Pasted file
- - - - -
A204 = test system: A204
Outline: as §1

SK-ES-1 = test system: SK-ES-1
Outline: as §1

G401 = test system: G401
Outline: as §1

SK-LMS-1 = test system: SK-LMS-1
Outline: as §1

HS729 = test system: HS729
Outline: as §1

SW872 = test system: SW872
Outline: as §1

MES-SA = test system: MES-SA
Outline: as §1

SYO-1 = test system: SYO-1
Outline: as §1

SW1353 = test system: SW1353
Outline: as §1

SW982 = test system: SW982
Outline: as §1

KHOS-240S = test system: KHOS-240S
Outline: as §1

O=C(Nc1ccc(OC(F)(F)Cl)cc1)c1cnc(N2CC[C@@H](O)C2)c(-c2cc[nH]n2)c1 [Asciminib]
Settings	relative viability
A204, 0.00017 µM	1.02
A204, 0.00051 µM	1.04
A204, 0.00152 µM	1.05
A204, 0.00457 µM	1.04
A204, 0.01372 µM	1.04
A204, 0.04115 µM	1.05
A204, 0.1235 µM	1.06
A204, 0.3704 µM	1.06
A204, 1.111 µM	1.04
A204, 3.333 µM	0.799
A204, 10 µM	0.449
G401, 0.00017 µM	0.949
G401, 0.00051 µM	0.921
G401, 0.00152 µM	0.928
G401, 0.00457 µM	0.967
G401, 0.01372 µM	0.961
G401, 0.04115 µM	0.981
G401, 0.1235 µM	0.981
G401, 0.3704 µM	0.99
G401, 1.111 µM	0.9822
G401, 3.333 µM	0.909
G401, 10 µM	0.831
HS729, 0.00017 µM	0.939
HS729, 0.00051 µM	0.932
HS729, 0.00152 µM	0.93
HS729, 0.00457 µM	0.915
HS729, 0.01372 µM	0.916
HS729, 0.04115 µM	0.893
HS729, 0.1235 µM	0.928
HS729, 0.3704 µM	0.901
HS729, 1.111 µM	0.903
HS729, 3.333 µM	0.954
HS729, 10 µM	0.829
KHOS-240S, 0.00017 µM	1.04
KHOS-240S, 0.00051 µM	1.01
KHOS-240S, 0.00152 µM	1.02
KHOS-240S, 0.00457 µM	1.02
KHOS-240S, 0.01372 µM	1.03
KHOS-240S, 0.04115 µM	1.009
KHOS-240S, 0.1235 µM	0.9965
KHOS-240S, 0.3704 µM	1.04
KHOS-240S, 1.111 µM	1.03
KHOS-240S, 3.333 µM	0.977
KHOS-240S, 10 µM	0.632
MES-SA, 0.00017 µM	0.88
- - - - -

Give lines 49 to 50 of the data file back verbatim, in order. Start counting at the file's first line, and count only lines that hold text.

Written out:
HS729, 0.00152 µM	0.93
HS729, 0.00457 µM	0.915